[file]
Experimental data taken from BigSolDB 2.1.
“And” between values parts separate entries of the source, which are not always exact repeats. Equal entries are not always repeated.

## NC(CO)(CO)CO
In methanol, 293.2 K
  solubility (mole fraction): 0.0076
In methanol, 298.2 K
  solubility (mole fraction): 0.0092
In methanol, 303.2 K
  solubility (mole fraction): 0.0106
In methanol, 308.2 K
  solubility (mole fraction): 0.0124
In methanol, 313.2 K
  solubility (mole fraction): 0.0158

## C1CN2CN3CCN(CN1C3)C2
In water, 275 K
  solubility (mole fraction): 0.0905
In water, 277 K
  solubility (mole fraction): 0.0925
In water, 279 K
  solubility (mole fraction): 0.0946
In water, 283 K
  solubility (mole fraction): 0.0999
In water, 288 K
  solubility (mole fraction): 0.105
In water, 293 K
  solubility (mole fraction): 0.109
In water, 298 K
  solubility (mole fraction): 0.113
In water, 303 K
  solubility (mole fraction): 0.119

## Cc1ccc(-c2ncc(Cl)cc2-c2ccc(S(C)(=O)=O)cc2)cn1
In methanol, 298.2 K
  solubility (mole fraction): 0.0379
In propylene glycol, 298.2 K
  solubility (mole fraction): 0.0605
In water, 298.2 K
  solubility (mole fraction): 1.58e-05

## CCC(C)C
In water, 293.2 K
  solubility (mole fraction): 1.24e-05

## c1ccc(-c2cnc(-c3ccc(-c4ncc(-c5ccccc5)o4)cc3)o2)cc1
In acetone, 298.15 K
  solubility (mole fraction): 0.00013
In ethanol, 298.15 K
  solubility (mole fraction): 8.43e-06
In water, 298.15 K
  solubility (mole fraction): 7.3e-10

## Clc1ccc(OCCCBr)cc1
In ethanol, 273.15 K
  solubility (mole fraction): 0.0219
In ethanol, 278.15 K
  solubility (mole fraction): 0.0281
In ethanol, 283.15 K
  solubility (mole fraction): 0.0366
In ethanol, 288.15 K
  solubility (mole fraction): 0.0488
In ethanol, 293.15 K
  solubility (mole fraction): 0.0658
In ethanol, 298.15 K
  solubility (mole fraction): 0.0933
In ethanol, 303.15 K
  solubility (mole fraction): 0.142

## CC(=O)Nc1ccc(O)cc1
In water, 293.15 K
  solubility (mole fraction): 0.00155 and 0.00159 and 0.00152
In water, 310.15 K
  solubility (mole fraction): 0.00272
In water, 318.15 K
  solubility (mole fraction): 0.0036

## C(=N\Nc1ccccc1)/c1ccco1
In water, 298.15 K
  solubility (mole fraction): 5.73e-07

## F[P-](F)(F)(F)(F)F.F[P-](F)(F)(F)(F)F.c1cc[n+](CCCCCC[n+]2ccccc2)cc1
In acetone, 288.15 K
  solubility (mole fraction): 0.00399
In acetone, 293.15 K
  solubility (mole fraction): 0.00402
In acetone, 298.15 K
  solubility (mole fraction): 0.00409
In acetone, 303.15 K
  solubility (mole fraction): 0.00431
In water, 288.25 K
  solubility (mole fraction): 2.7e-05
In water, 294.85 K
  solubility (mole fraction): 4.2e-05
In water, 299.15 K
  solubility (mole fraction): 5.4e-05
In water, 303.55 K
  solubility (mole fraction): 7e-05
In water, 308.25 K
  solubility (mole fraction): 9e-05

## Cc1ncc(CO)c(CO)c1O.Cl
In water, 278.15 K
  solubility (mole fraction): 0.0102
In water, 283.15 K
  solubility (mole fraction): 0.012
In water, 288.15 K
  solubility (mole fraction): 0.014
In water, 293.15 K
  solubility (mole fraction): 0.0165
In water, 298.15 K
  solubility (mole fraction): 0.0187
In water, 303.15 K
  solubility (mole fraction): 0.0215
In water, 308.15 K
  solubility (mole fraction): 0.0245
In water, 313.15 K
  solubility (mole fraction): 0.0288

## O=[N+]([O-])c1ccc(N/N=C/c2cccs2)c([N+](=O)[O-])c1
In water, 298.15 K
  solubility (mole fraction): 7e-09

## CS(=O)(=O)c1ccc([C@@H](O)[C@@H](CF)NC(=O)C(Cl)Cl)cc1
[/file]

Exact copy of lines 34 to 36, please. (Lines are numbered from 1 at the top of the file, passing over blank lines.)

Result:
In propylene glycol, 298.2 K
  solubility (mole fraction): 0.0605
In water, 298.2 K